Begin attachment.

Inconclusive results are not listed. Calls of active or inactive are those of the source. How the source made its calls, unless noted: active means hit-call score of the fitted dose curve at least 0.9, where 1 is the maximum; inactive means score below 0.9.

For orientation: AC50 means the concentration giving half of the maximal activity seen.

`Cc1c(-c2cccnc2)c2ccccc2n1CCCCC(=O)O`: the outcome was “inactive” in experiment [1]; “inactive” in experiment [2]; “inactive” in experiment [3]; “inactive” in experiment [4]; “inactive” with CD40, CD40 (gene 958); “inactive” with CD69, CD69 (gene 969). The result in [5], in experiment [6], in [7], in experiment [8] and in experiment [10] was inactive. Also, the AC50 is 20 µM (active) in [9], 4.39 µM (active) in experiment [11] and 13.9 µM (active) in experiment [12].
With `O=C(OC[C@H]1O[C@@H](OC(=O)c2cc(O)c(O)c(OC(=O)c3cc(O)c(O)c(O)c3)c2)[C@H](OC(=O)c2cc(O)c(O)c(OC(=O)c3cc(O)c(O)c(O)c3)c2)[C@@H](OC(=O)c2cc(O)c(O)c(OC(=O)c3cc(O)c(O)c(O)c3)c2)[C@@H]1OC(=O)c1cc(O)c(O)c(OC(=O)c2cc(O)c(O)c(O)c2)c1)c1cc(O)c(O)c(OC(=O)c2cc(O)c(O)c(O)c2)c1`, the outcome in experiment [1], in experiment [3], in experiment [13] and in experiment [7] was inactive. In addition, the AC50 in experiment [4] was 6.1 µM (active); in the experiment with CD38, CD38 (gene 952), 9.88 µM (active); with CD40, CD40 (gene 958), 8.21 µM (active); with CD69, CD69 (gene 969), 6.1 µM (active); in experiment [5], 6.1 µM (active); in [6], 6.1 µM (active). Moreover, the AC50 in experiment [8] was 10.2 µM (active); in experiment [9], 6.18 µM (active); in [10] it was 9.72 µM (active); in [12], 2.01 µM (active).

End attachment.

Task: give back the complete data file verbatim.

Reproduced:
Inconclusive results are not listed. Calls of active or inactive are those of the source. How the source made its calls, unless noted: active means hit-call score of the fitted dose curve at least 0.9, where 1 is the maximum; inactive means score below 0.9.

For orientation: AC50 means the concentration giving half of the maximal activity seen.

`Cc1c(-c2cccnc2)c2ccccc2n1CCCCC(=O)O`: the outcome was “inactive” in experiment [1]; “inactive” in experiment [2]; “inactive” in experiment [3]; “inactive” in experiment [4]; “inactive” with CD40, CD40 (gene 958); “inactive” with CD69, CD69 (gene 969). The result in [5], in experiment [6], in [7], in experiment [8] and in experiment [10] was inactive. Also, the AC50 is 20 µM (active) in [9], 4.39 µM (active) in experiment [11] and 13.9 µM (active) in experiment [12].
With `O=C(OC[C@H]1O[C@@H](OC(=O)c2cc(O)c(O)c(OC(=O)c3cc(O)c(O)c(O)c3)c2)[C@H](OC(=O)c2cc(O)c(O)c(OC(=O)c3cc(O)c(O)c(O)c3)c2)[C@@H](OC(=O)c2cc(O)c(O)c(OC(=O)c3cc(O)c(O)c(O)c3)c2)[C@@H]1OC(=O)c1cc(O)c(O)c(OC(=O)c2cc(O)c(O)c(O)c2)c1)c1cc(O)c(O)c(OC(=O)c2cc(O)c(O)c(O)c2)c1`, the outcome in experiment [1], in experiment [3], in experiment [13] and in experiment [7] was inactive. In addition, the AC50 in experiment [4] was 6.1 µM (active); in the experiment with CD38, CD38 (gene 952), 9.88 µM (active); with CD40, CD40 (gene 958), 8.21 µM (active); with CD69, CD69 (gene 969), 6.1 µM (active); in experiment [5], 6.1 µM (active); in [6], 6.1 µM (active). Moreover, the AC50 in experiment [8] was 10.2 µM (active); in experiment [9], 6.18 µM (active); in [10] it was 9.72 µM (active); in [12], 2.01 µM (active).